Yen Remains Weak as BoJ Shows No Signs of Ending Stimulus Program

April 30, 2023
Yen Remains Weak as BoJ Shows No Signs of Ending Stimulus Program April 30, 2023 Lennox Hamilton

During the last session of the week, the Pound to Japanese Yen exchange rate achieved its highest point of the year, nearing the 2022 highs. This was due to the Bank of Japan (BoJ) stating that it may take a while before it considers altering its monetary policy. Japanese exchange rates experienced a decline on Friday following the announcement by the Bank of Japan, under new Governor Kazuo Ueda, that it would conduct a “broad-perspective review” of its monetary policy in the last 25 years.

According to Derek Halpenny, who is the chief of research for global markets EMEA and international securities at MUFG, a Japanese lender, the duration of an assessment should not be associated with an indication that there will be no alteration in monetary policy during that time.

Halpenny explains that the assessment was initiated during Japan’s deflation in the 1990s and the BoJ’s attempt to attain price stability during that time. The question of whether changes in borrowing costs can actually impact inflation in Japan has been a topic of discussion for a while. The BoJ’s recent assessment suggests that this issue is still unresolved and may be looked into by the new governor.

Shigesaburo Okumura, who is the Asia Editor-in-Chief for NIKKEI, mentioned in a newsletter from February that Ueda became well-known in the 1980s for mediating the ongoing argument among economists regarding the management of money supply by central banks. It is anticipated that the review will take a minimum of one year. On Friday, the BoJ seemed to be uncertain by dropping its earlier forward guidance that suggested prolonged policy easing is still in the future.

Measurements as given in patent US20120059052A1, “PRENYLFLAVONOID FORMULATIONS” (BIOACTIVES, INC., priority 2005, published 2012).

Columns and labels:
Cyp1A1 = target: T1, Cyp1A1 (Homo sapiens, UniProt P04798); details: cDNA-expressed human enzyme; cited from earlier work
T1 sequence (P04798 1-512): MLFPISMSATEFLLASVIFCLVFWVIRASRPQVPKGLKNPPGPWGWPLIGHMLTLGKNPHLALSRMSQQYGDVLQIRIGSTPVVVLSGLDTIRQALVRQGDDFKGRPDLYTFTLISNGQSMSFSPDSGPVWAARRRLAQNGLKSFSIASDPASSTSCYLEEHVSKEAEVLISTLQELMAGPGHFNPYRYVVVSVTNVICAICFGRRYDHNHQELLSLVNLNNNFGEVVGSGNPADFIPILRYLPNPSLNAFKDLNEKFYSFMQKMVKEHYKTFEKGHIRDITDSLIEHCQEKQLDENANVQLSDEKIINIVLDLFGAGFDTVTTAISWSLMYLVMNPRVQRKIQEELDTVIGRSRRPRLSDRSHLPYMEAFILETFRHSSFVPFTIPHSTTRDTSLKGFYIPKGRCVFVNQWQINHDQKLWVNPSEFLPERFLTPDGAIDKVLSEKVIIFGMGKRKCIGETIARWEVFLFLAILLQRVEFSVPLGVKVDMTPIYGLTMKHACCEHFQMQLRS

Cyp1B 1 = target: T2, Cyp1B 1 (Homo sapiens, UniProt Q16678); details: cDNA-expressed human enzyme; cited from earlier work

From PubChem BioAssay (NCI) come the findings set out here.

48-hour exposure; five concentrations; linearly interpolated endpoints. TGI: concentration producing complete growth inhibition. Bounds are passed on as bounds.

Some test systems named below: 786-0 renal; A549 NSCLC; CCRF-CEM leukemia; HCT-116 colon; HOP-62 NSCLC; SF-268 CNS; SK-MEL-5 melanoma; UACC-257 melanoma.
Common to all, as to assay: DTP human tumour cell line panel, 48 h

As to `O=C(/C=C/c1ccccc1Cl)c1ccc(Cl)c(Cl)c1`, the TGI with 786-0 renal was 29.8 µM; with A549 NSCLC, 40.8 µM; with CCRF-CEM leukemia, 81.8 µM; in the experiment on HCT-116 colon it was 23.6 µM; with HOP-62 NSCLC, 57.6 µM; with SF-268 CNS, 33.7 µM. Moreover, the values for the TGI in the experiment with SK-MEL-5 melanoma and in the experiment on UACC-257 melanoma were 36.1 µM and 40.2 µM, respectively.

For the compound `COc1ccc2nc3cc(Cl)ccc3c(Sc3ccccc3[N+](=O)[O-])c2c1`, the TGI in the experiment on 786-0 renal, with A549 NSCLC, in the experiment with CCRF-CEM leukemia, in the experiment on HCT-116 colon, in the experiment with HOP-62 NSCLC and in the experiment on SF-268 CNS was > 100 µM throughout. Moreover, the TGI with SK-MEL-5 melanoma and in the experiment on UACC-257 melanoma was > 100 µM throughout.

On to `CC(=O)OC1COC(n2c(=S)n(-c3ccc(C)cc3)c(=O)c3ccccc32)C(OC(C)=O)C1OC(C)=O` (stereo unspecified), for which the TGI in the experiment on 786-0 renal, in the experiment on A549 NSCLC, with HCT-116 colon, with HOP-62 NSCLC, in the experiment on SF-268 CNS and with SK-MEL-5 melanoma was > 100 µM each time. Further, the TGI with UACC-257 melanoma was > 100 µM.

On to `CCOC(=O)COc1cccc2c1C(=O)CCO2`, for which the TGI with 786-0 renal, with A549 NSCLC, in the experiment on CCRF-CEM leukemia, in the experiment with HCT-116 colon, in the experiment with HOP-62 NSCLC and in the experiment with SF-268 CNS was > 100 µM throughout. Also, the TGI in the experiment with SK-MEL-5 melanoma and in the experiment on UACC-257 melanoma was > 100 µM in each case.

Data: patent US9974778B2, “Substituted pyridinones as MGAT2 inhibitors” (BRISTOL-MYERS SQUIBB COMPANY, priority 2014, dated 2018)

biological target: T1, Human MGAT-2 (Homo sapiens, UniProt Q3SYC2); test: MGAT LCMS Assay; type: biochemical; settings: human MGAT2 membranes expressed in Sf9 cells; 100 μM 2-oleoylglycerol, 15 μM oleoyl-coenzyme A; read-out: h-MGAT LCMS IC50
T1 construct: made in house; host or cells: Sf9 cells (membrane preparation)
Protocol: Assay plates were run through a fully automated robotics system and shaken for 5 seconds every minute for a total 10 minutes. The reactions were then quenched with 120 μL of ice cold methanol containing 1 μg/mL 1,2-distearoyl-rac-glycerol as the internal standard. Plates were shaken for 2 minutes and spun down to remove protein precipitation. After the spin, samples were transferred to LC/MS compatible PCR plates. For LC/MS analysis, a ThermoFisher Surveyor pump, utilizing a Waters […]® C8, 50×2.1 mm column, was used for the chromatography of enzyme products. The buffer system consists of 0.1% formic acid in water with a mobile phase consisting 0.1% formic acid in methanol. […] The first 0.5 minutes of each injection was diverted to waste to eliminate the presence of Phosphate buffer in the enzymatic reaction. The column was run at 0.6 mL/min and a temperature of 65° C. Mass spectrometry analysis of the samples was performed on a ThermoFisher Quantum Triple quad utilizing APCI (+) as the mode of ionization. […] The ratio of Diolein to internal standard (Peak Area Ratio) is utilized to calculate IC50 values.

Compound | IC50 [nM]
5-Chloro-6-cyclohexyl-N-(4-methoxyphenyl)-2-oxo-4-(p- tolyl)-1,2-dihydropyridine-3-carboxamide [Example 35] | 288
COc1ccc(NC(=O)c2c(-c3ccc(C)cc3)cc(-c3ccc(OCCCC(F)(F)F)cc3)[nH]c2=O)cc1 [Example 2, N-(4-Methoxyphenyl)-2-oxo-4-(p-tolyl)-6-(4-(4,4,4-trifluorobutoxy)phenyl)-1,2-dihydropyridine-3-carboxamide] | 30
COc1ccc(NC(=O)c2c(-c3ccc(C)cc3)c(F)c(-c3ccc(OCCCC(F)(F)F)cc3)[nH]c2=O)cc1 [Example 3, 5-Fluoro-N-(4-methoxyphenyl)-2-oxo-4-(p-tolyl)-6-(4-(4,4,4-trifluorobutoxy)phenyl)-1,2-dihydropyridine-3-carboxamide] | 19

Mazen Issa, a senior FX strategist at TD Securities, stated that the Nikkei’s earlier report about the BoJ modifying its forward guidance was incorrect. Instead, the BoJ completely removed the guidance, which previously mentioned Covid-19 and the expectation that rates would remain at current or lower levels.

The yen’s reaction to the BoJ’s review period of 1-1.5 years, which is longer than expected, remains uncertain. Issa explains that strategic interest is expected to decrease at 137 (200dma), although USDJPY continued to rise during Ueda’s press conference.

On Friday, the Yen stayed above its previous lows against the Dollar, which could be attributed to the significant decrease in US government bond yields in recent months. On the other hand, the Pound’s superior performance before the weekend could be attributed to the fact that UK government bond yields have not decreased as much during the same period.

The BoJ maintained its Yield Curve Control program, which permits the 10-year bond yield to fluctuate between 0.50% and -0.5% until inflation surpasses 2% and remains stable above the target. The central bank also kept its main interest rate at -0.1%, in addition to reviewing and modifying its guidance.

According to Frances Cheung, a rates strategist at OCBC Bank, an interest rate hike is expected to happen this year due to increasing inflationary pressures and wage growth in Japan, leading to the removal of the YCC regime. The Tokyo core CPI has also risen to a new record high.

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